18 February 2020

Sylvia Plath's Funeral

Sylvia Plath was buried in Heptonstall on this day, 18 February 1963. Very little has been published about the funeral. It was touched upon in Jillian Becker’s Giving Up, as well as in some biographies.

Warren Plath wrote a letter to his mother, Aurelia Schober Plath, two days after it, from 23 Fitzroy Road, where he and his wife were staying with Frieda and Nicholas. It is impossible to comprehend how staying there must have felt, knowing it was where his sister died just 9 days previous.

In the letter, Warren wrote that Plath’s funeral was “much better as an experience than we had dared to hope, and I think even Sylvia would have found it simple and beautiful.” He mentions there was a brief service in the chapel at a funeral home in Hebden Bridge. He described the chapel as “grey with soot on the outside, but light and cheerful inside”.

Present in addition to Warren and Margaret Plath and Ted Hughes were William Hughes, Walter and Alice Farrar, cousin Vicky and her husband David, and a “dear couple from London, the Beckers”. There was another small service in the church in Heptonstall followed by the burial and high tea in Hebden Bridge. The small turn out may have been a result of Plath's death receiving little to no notice in the London papers. Just a day previous, in fact, Al Alvarez published his his article "A Poet's Epitaph" in The Observer which printed a photo of Plath holding Frieda and four of her most recent poems.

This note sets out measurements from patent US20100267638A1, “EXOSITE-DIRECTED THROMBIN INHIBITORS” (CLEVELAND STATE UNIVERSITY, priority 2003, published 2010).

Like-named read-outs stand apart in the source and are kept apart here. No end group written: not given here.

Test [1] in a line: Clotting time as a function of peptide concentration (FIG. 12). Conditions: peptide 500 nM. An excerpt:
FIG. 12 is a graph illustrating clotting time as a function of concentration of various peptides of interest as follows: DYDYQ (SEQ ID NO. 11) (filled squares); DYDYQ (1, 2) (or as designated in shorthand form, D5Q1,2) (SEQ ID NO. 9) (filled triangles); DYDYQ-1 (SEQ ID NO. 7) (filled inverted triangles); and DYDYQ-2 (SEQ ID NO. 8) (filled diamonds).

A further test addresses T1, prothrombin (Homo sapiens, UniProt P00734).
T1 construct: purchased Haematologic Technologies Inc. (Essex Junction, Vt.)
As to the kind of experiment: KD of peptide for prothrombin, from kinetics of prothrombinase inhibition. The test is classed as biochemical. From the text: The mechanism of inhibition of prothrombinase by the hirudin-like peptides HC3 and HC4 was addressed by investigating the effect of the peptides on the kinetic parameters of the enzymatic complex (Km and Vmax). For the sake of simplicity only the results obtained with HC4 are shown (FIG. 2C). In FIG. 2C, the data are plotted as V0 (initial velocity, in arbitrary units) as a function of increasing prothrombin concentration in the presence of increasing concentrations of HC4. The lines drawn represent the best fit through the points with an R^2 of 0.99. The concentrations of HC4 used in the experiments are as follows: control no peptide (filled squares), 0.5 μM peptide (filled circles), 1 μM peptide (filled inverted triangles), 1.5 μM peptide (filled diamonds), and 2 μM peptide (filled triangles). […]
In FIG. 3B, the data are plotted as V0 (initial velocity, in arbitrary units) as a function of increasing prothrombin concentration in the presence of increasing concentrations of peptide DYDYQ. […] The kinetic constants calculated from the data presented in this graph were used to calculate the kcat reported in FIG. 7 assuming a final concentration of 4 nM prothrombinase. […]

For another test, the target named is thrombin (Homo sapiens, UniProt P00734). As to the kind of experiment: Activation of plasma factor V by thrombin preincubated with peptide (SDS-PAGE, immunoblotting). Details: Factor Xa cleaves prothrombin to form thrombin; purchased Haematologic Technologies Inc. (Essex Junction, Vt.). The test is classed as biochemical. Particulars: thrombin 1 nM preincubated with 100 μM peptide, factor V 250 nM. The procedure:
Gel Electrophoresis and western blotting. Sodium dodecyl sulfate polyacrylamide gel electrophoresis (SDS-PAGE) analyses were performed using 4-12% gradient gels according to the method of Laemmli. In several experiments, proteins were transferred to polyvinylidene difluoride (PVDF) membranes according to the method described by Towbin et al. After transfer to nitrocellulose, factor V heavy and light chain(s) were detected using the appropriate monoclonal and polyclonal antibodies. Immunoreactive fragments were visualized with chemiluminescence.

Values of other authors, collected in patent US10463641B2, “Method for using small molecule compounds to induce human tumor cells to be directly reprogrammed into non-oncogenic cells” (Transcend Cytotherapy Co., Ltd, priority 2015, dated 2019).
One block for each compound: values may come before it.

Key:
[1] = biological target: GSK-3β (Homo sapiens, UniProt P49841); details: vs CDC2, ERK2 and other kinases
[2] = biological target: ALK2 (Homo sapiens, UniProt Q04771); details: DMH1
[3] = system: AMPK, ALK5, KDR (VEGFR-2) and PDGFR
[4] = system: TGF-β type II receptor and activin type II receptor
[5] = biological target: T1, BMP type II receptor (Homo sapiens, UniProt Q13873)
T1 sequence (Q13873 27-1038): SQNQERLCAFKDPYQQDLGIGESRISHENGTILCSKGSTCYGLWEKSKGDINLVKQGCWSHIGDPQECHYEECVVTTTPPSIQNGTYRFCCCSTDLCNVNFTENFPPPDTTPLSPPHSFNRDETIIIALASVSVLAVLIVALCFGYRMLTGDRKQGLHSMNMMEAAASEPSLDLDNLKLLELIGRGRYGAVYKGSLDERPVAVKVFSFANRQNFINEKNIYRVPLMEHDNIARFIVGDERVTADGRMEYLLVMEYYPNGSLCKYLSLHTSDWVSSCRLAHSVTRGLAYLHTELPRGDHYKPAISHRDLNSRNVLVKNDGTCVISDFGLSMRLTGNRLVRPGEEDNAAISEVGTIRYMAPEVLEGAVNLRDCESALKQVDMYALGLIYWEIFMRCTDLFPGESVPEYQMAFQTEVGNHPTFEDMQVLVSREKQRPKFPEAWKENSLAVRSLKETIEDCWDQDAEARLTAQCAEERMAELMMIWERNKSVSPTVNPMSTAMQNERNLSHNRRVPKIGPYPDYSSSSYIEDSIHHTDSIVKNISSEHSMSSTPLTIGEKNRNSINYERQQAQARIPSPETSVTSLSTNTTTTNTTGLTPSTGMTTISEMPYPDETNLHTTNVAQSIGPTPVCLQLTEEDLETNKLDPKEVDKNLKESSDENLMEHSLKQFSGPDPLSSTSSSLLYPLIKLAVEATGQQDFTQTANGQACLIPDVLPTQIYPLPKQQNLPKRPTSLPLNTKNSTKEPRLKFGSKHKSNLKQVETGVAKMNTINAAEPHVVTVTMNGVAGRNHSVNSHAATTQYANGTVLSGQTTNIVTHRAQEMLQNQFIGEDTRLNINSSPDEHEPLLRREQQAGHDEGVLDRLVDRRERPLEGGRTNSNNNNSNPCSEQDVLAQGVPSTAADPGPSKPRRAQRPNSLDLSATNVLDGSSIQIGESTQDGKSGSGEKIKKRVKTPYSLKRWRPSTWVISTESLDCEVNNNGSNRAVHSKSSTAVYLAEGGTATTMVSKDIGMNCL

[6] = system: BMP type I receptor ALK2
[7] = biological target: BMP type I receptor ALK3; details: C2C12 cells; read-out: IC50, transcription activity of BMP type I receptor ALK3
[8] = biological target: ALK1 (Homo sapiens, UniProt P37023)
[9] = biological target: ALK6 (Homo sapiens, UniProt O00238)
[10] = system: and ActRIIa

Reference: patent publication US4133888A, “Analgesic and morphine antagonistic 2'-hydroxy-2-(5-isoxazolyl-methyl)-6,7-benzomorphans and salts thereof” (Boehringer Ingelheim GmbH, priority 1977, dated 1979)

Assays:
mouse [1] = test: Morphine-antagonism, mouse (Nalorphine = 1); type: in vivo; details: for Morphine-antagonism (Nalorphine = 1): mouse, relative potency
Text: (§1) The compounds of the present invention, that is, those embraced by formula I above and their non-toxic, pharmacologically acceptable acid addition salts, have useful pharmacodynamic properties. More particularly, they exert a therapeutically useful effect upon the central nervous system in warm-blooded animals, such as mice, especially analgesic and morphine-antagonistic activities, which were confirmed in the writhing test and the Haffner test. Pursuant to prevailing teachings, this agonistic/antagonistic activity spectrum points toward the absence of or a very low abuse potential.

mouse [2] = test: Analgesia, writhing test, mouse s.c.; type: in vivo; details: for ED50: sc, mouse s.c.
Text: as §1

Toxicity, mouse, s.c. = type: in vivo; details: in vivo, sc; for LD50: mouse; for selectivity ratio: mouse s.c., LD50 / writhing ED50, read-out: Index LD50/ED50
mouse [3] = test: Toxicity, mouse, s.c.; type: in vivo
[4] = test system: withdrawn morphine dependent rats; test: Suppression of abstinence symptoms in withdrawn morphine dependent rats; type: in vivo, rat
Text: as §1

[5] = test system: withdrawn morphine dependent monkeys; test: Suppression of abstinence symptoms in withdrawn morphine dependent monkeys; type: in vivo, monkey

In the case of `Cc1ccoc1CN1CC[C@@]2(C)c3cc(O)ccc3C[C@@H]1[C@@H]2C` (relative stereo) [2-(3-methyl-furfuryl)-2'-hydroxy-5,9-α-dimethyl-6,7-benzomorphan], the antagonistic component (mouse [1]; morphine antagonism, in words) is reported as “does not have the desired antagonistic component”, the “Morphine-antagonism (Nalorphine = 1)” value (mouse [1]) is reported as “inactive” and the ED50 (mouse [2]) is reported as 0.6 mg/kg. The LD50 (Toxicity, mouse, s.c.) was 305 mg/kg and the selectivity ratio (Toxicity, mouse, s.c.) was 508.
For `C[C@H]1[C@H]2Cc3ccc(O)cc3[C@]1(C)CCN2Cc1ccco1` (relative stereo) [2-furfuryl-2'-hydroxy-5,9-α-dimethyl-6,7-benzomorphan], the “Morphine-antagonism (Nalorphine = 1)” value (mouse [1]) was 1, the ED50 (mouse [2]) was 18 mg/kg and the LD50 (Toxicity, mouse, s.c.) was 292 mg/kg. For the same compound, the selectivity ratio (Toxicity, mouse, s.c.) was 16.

Warren Plath's letter is held by the Lilly Library, Indiana University at Bloomington.

6 comments :

MariaM said...

Why wasn't Ted's mother at the funeral? That does seem strange.

Peter K Steinberg said...

MariaM: Nice observation and thank you for your comment. Warren doesn't mention why Mrs. Hughes wasn't present. My suspicion would be emotional distress? ~pks

miss.physics said...

Do we actually know what caused the mental problems for Sylvia and if her brother also had suffered from some of them?

Lisa said...

Will Warren Plath come out with a memoir or speak about Sylvia? Does he feel that he could have come to his sisters' aid before it was too late? I've thought that his voice is so missing from the record on his sister. But understandably so.

Jsharp said...

It makes me so sad to see old photographs of her gravesite, the Hughes surname is barely visible now, I have reported this, but nothing is ever done. Many people do not like Hughes, but it is not their place to vandalise her headstone. I do not understand how the people who do this, knowing she has living relatives, do not understand it is acts such as these, that make her seem she does not belong to her own family. The peanut crunchers have claimed her. Poor Frieda.

Unknown said...

I agree...she obviously loved her husband so very much! No one has a right to damage her stone, to try and take away something I'm sure she was so proud of.

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